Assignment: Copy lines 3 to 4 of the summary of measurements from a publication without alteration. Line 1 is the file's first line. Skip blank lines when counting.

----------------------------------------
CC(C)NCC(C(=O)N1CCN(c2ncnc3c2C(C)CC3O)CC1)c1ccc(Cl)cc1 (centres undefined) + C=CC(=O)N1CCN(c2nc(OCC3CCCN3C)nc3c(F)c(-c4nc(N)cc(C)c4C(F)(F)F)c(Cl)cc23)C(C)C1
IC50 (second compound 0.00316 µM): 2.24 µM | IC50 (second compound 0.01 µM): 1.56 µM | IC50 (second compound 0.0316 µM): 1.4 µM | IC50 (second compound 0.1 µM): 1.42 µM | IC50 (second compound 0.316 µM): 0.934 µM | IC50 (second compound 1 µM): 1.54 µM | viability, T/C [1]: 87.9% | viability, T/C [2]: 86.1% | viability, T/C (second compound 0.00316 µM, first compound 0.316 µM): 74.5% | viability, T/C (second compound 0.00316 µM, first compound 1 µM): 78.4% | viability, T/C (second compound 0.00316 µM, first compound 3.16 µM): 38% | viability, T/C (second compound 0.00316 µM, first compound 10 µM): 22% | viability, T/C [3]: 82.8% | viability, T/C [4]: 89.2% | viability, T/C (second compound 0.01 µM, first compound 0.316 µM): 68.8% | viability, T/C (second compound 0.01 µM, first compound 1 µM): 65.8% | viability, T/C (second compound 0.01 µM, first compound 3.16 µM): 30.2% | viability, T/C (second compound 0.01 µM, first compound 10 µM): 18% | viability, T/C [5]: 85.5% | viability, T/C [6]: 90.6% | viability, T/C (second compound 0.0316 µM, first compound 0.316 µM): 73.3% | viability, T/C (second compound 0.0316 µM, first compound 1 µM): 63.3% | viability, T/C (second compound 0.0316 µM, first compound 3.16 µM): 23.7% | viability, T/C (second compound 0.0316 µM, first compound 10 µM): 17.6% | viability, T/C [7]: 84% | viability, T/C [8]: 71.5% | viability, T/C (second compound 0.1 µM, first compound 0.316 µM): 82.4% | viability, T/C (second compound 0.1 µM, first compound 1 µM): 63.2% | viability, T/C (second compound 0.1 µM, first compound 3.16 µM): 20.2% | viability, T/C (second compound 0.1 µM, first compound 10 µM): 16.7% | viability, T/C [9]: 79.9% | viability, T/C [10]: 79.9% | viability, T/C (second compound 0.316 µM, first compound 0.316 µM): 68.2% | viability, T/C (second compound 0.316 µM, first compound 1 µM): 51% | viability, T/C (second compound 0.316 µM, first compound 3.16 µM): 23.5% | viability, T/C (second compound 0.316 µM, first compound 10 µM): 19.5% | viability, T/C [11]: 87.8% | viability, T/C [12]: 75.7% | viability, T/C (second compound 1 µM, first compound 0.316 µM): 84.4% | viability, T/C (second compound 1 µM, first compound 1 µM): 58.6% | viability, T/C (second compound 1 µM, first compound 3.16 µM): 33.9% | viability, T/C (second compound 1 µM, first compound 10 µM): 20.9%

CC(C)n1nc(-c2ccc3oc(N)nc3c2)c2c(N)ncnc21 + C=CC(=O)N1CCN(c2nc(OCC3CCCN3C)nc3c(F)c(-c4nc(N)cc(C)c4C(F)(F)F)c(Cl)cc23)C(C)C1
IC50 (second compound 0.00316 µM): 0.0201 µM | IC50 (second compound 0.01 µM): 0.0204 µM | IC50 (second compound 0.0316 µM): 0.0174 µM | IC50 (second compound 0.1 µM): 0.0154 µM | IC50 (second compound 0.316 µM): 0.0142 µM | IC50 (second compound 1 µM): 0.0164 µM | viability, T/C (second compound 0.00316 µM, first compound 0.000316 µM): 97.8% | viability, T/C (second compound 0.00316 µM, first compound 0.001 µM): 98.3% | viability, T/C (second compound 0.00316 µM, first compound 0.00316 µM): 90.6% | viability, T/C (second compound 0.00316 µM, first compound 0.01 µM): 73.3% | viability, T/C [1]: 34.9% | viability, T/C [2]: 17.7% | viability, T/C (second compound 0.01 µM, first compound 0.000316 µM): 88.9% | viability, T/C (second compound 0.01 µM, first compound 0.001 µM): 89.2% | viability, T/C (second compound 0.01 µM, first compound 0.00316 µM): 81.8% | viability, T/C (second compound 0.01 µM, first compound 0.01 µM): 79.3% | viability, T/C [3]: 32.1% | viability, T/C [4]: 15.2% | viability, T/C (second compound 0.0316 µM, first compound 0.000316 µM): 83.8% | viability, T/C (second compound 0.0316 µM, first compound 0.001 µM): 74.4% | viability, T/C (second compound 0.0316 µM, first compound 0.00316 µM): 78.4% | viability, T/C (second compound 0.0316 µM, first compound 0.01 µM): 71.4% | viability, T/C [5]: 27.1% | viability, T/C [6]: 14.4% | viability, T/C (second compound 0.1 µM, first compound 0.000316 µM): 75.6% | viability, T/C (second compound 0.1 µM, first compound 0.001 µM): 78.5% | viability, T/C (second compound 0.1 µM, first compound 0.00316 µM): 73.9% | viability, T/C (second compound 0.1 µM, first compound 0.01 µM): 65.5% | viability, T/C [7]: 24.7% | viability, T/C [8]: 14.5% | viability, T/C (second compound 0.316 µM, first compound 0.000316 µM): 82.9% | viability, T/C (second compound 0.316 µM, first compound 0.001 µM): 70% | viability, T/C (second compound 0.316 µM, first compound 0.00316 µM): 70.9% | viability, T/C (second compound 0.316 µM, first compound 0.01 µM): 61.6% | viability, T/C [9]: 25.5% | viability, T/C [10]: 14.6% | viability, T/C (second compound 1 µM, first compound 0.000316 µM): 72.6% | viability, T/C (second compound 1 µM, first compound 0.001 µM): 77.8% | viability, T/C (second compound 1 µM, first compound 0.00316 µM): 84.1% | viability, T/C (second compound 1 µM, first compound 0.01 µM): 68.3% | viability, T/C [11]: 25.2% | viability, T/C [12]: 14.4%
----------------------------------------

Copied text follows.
CC(C)n1nc(-c2ccc3oc(N)nc3c2)c2c(N)ncnc21 + C=CC(=O)N1CCN(c2nc(OCC3CCCN3C)nc3c(F)c(-c4nc(N)cc(C)c4C(F)(F)F)c(Cl)cc23)C(C)C1
IC50 (second compound 0.00316 µM): 0.0201 µM | IC50 (second compound 0.01 µM): 0.0204 µM | IC50 (second compound 0.0316 µM): 0.0174 µM | IC50 (second compound 0.1 µM): 0.0154 µM | IC50 (second compound 0.316 µM): 0.0142 µM | IC50 (second compound 1 µM): 0.0164 µM | viability, T/C (second compound 0.00316 µM, first compound 0.000316 µM): 97.8% | viability, T/C (second compound 0.00316 µM, first compound 0.001 µM): 98.3% | viability, T/C (second compound 0.00316 µM, first compound 0.00316 µM): 90.6% | viability, T/C (second compound 0.00316 µM, first compound 0.01 µM): 73.3% | viability, T/C [1]: 34.9% | viability, T/C [2]: 17.7% | viability, T/C (second compound 0.01 µM, first compound 0.000316 µM): 88.9% | viability, T/C (second compound 0.01 µM, first compound 0.001 µM): 89.2% | viability, T/C (second compound 0.01 µM, first compound 0.00316 µM): 81.8% | viability, T/C (second compound 0.01 µM, first compound 0.01 µM): 79.3% | viability, T/C [3]: 32.1% | viability, T/C [4]: 15.2% | viability, T/C (second compound 0.0316 µM, first compound 0.000316 µM): 83.8% | viability, T/C (second compound 0.0316 µM, first compound 0.001 µM): 74.4% | viability, T/C (second compound 0.0316 µM, first compound 0.00316 µM): 78.4% | viability, T/C (second compound 0.0316 µM, first compound 0.01 µM): 71.4% | viability, T/C [5]: 27.1% | viability, T/C [6]: 14.4% | viability, T/C (second compound 0.1 µM, first compound 0.000316 µM): 75.6% | viability, T/C (second compound 0.1 µM, first compound 0.001 µM): 78.5% | viability, T/C (second compound 0.1 µM, first compound 0.00316 µM): 73.9% | viability, T/C (second compound 0.1 µM, first compound 0.01 µM): 65.5% | viability, T/C [7]: 24.7% | viability, T/C [8]: 14.5% | viability, T/C (second compound 0.316 µM, first compound 0.000316 µM): 82.9% | viability, T/C (second compound 0.316 µM, first compound 0.001 µM): 70% | viability, T/C (second compound 0.316 µM, first compound 0.00316 µM): 70.9% | viability, T/C (second compound 0.316 µM, first compound 0.01 µM): 61.6% | viability, T/C [9]: 25.5% | viability, T/C [10]: 14.6% | viability, T/C (second compound 1 µM, first compound 0.000316 µM): 72.6% | viability, T/C (second compound 1 µM, first compound 0.001 µM): 77.8% | viability, T/C (second compound 1 µM, first compound 0.00316 µM): 84.1% | viability, T/C (second compound 1 µM, first compound 0.01 µM): 68.3% | viability, T/C [11]: 25.2% | viability, T/C [12]: 14.4%